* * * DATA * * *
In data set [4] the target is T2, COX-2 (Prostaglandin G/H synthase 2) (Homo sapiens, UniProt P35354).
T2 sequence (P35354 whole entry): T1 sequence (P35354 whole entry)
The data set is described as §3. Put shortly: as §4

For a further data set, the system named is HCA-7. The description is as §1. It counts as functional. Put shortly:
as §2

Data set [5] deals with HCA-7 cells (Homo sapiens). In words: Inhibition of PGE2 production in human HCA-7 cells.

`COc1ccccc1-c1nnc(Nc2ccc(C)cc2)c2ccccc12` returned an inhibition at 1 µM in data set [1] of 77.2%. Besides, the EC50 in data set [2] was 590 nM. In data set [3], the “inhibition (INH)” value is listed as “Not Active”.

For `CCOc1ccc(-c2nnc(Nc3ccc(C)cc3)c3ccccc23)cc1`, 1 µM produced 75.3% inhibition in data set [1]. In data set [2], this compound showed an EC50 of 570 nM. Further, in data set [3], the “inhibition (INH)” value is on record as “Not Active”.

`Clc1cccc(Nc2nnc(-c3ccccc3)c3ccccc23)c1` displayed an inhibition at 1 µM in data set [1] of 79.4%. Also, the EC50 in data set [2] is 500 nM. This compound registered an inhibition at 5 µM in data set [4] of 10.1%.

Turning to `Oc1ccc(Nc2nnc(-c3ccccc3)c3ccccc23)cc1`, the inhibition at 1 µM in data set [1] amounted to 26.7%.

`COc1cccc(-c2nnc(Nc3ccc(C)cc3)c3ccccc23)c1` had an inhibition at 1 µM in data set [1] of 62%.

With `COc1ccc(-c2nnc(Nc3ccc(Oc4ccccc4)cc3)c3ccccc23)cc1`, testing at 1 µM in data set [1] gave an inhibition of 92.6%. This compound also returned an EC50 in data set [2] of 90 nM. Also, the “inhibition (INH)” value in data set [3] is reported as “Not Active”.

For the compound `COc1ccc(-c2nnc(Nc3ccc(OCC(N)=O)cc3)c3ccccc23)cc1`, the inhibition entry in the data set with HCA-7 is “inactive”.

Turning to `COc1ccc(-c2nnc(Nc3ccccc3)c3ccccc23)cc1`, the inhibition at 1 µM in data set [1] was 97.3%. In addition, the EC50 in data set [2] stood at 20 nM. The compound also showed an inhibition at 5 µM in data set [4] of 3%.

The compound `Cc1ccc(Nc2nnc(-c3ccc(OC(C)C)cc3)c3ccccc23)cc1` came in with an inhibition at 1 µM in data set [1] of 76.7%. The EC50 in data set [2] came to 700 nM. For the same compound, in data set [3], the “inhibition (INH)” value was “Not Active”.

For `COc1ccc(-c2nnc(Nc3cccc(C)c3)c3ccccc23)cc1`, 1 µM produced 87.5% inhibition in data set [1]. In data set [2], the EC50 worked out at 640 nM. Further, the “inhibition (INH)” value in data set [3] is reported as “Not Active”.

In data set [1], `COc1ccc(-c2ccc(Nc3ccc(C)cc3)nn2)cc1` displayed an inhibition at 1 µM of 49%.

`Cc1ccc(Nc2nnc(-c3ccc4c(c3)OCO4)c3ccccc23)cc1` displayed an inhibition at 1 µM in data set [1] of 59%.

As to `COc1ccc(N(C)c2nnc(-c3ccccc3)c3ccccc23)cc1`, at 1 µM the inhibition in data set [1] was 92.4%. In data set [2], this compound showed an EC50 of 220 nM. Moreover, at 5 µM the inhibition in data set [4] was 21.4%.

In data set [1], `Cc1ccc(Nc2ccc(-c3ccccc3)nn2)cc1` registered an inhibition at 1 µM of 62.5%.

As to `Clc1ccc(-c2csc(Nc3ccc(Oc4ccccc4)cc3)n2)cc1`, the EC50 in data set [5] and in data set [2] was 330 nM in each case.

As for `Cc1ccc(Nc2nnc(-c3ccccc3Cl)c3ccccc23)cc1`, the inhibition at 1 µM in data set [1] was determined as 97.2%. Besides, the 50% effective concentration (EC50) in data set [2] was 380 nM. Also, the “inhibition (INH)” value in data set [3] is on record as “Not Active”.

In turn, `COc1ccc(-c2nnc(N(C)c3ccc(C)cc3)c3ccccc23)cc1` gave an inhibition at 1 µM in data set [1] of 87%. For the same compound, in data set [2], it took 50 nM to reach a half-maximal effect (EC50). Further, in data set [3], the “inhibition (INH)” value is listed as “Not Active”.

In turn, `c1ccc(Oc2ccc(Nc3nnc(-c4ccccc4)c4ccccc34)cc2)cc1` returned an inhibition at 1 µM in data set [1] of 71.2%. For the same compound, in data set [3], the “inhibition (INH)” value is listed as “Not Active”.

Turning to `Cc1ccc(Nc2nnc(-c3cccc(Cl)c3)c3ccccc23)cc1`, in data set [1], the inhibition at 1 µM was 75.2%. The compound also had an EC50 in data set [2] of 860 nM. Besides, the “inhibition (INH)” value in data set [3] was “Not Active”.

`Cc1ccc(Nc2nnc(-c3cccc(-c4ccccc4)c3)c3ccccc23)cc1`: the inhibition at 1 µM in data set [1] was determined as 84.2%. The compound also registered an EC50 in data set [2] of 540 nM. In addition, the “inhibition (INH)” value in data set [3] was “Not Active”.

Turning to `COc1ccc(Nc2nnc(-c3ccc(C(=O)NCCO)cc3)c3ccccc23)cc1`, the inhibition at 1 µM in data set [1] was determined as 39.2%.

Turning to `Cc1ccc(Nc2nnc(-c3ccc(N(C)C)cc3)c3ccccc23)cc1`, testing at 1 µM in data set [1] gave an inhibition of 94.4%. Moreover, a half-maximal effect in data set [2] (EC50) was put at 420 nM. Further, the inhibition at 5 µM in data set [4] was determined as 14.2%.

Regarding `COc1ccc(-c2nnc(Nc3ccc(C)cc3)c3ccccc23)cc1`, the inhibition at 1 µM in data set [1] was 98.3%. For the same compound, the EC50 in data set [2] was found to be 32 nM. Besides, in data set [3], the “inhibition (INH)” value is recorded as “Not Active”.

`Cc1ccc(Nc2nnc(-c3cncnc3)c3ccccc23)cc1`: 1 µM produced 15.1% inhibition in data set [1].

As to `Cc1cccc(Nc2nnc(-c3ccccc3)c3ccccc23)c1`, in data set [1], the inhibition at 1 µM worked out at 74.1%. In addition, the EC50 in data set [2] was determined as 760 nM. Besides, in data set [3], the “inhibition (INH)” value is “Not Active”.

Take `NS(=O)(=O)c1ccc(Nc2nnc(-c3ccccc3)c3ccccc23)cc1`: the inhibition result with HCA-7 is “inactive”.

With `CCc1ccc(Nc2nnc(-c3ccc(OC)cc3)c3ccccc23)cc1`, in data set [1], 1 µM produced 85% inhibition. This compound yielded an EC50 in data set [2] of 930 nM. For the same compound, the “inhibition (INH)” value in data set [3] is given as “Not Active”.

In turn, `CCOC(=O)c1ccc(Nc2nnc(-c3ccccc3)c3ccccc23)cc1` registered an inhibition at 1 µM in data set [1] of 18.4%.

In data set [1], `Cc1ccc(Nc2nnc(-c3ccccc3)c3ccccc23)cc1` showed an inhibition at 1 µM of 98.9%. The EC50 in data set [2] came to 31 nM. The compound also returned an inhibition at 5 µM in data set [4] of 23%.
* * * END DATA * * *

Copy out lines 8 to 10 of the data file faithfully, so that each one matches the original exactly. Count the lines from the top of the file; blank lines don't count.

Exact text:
For `CCOc1ccc(-c2nnc(Nc3ccc(C)cc3)c3ccccc23)cc1`, 1 µM produced 75.3% inhibition in data set [1]. In data set [2], this compound showed an EC50 of 570 nM. Further, in data set [3], the “inhibition (INH)” value is on record as “Not Active”.

`Clc1cccc(Nc2nnc(-c3ccccc3)c3ccccc23)c1` displayed an inhibition at 1 µM in data set [1] of 79.4%. Also, the EC50 in data set [2] is 500 nM. This compound registered an inhibition at 5 µM in data set [4] of 10.1%.

Turning to `Oc1ccc(Nc2nnc(-c3ccccc3)c3ccccc23)cc1`, the inhibition at 1 µM in data set [1] amounted to 26.7%.